For Andrew McLean, who played in front of 66,888 fans for St Kilda's second piece of silverware, bowing out in front of a couple of thousand could seem anti-climatic.
But the heart and soul of Lilydale's second NTFA flag in three years days ago would not have it any other way.
The 46-year-old soaked up Mad Monday celebrations to the point that a comeback was even a sobering thought.
"I'm here today because I haven't decided," he said.
"But I am also here today because if it's my last one, I want to enjoy it and if it's not, I am here to keep celebrating and we'll go again next year."
The decision to call an end after three decades of senior football came weeks earlier.
McLean, who was best-on-ground in the 2017 NTFA grand final, was still a back-up ruckman off the bench to relieve Patrick Sulzberger.
"It only hit me when we played East Coast in a semi that I lost the edge," he said.
"It was a close game for three quarters and I wasn't enjoying it because of the closeness. I didn't want that competitiveness any more."
McLean carved out seven premierships: three at Lilydale including 2012, two at North Launceston, one at Old Brighton Grammarians and a Saints 1996 Ansett Cup.
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The last one followed a first - and his favourite - when the Northern Bombers extracted everything to win in 1995.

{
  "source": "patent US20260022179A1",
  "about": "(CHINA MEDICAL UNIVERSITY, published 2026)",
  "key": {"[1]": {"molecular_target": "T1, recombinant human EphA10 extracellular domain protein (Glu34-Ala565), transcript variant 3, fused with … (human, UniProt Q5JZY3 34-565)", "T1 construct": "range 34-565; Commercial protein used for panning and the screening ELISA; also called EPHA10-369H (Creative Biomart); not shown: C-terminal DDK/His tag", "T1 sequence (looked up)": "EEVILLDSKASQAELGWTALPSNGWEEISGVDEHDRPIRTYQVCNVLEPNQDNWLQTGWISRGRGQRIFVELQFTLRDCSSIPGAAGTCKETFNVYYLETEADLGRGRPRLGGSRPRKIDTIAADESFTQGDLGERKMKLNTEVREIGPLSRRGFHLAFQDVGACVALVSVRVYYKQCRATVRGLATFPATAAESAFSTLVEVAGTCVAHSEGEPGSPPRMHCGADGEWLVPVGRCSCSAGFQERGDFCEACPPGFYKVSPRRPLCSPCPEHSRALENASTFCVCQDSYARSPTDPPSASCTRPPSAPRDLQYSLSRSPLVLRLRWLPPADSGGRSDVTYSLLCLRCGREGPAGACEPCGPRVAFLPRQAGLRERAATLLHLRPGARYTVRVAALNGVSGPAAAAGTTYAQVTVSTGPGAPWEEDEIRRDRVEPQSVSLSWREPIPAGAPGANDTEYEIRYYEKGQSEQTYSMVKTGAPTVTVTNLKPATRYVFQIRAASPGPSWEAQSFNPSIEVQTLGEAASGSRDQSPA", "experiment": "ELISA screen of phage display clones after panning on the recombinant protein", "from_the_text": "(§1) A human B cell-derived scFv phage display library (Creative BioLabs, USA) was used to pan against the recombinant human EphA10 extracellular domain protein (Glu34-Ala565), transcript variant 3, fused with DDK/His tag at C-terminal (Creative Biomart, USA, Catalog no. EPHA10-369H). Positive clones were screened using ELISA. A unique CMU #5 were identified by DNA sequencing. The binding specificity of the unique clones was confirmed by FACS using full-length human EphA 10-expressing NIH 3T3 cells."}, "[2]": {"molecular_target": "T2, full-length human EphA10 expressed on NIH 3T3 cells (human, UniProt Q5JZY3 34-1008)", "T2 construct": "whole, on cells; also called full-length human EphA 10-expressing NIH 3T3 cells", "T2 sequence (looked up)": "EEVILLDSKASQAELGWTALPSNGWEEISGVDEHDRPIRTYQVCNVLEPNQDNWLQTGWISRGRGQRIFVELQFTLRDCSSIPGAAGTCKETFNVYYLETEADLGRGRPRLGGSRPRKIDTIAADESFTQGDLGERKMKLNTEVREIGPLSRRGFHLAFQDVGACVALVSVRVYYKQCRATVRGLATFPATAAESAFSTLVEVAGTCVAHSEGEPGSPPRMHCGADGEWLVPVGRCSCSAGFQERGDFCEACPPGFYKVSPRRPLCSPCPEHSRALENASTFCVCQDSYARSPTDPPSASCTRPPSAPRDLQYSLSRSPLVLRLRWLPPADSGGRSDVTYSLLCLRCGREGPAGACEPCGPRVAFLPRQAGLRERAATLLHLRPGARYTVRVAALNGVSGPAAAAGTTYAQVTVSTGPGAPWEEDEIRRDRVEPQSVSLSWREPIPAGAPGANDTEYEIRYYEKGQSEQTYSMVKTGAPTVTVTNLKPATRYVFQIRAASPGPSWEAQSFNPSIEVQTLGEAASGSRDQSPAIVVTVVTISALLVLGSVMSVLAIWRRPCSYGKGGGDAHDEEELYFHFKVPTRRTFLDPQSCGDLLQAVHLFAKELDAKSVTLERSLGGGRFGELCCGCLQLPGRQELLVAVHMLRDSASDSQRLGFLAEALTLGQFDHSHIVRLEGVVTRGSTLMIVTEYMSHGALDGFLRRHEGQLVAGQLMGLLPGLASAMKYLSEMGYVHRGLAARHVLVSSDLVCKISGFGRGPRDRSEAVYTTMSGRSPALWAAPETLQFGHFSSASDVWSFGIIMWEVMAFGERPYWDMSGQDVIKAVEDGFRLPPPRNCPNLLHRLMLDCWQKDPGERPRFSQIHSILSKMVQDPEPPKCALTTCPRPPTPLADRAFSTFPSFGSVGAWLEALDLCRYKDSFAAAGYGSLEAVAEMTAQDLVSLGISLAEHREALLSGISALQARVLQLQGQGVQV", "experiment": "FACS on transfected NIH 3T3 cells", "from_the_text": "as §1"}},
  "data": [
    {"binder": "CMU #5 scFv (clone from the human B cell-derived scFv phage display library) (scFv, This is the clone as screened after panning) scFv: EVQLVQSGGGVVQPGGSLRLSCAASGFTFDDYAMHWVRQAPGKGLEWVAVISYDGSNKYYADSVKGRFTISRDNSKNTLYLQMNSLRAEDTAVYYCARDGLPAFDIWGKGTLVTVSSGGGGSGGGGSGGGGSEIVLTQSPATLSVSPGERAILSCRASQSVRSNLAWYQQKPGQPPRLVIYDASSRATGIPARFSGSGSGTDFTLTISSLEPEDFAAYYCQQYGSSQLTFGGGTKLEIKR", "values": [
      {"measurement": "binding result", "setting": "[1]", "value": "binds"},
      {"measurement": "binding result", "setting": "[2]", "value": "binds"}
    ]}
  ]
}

Teammates had suffered a "lot of losses in that era" and the club's struggling financial position had players not being able to be reimbursed.
Just six months later, the No.6 pick in AFL preseason draft was on centre stage.
"The word about that game was surreal," McLean said.
McLean was delisted after a year and six more St Kilda games, but he "loved every minute at the top level".
But he is still keen to play in the Relive the Rivalry fixture.
"I've achieved everything I can achieve regards to premierships, games and the level I wanted to play," he said.
But mention Lilydale to the big man, who still played State League until 38, and he cherishes what will be gone.
"Not just the players, but behind the scenes," he said.
"The presidents, the secretaries, the people like the trainers - they're the ones who are there every night, getting you strapped up and prepared for games. They're the ones that you truly miss."
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